Stalking using a technological devices such as GPS on a cellphone would be a Class C felony under legislation that passed the Iowa Senate. (Stock photo via Canva)
The Iowa Senate unanimously passed legislation Tuesday that would raise criminal penalties on people convicted of stalking using a technological device. The move comes amid a high-profile stalking case involving two Des Moines bar owners.
Senate File 201 would increase penalties for stalking if a person uses a technological device, like a computer or phone, to commit the offense. Two Des Moines bar owners, Steven McFadden, owner of Des Moines bars including the Tipsy Crow and Grumpy Goat, and Edwin Allen III, owner of Zora Bar & Rooftop, were charged in January with using a global positioning system tracking device to stalk a woman.
McFadden was arrested again Friday on allegations he contacted his ex-girlfriend in violation of a no-contact order.
Sen. Liz Bennett, D-Cedar Rapids, said people who commit such crimes are often repeat offenders.
“One of these guys gets arrested, gets charged with it, gets out and does it again,” Bennett said. “So that just shows the cavalier attitude that many of the people who perpetrate this crime display.”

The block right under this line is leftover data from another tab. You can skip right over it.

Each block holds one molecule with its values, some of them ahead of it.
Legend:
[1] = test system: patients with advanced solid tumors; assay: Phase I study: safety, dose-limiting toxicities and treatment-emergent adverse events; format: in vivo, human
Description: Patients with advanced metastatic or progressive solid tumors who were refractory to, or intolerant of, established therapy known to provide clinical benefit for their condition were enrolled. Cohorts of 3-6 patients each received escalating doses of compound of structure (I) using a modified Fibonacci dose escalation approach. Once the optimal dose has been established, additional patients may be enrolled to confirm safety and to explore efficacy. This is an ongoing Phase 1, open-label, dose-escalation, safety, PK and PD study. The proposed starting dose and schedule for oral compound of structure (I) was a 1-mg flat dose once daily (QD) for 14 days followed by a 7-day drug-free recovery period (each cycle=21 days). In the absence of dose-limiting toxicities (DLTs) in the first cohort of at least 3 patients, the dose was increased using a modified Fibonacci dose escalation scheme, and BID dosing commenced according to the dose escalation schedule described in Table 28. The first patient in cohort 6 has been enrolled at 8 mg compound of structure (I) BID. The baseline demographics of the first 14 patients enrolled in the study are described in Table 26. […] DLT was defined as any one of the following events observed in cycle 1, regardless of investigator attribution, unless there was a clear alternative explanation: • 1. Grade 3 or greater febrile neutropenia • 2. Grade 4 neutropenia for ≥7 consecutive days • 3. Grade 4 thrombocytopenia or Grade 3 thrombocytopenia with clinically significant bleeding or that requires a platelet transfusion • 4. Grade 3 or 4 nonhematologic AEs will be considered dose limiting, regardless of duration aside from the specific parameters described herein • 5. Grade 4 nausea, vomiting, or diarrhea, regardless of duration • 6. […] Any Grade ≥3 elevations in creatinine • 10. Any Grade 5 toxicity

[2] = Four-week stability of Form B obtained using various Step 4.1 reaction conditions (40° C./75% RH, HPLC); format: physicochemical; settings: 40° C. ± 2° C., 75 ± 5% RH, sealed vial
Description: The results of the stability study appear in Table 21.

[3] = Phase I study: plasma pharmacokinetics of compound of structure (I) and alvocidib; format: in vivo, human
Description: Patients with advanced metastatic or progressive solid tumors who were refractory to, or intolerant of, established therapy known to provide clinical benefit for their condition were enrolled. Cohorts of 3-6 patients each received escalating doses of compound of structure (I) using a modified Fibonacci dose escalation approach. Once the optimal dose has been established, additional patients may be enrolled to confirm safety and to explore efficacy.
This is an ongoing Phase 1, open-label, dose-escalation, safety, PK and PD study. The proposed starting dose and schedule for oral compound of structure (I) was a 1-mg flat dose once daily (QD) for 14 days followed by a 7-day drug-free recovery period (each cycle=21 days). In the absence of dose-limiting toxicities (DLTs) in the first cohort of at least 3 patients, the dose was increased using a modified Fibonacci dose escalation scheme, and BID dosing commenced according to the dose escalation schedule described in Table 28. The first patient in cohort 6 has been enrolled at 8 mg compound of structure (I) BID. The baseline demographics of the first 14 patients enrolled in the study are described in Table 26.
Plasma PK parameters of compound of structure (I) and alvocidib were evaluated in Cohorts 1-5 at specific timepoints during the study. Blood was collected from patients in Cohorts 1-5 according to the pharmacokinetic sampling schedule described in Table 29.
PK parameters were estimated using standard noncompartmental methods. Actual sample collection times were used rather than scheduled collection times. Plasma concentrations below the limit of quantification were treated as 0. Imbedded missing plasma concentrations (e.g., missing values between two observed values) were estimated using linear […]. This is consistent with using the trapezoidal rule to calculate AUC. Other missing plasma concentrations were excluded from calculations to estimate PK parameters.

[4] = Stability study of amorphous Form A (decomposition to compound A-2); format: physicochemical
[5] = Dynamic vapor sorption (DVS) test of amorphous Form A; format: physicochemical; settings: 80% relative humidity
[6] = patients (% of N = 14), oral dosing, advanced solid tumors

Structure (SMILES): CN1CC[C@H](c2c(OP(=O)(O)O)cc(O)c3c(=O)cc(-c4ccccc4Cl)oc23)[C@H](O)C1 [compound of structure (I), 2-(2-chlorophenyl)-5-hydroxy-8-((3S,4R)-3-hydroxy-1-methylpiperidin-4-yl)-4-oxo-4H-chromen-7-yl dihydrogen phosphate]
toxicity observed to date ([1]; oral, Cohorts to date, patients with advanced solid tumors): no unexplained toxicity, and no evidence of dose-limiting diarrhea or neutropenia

The proposal would make stalking using technology a Class “C” felony. While current law has different charges based on whether the person has been charged with stalking previously, the bill’s proposal would not differentiate charges for people who committed their first or subsequent offenses using technology.
The bill also increases other stalking penalties from Class “D” to Class “C” felony charges, if the stalking is in violation of a protective order, if the person is targeting a minor, or if it’s committed while the person is in possession of a weapon.
Sen. Todd Taylor, D-Cedar Rapids, said he supported raising the penalties on stalkers, but that lawmakers need to give the justice system more funding to meet the increased burden. The Legislative Services Agency found Iowa’s correctional system would have a $976,000 increase in costs through the enhanced penalties.
“That’s fine,” Taylor said. “I’m just going to bring that up now and then ask you to remember that I brought this up when we talk about the the justice systems budget.”
Sen. Chris Cournoyer, R-LeClaire, the bill’s floor manager, said the increased cost will be discussed when lawmakers discuss the state budget.
“This is an important modernization of current code to make sure that we are including the use of technological devices when it comes to the offense of stalking,” Cournoyer said. “There is a fiscal impact to the bill, but I think it’s a very serious crime and it’s an egregious offence and we need to treat it as such.”
The bill moves to the House for further consideration.
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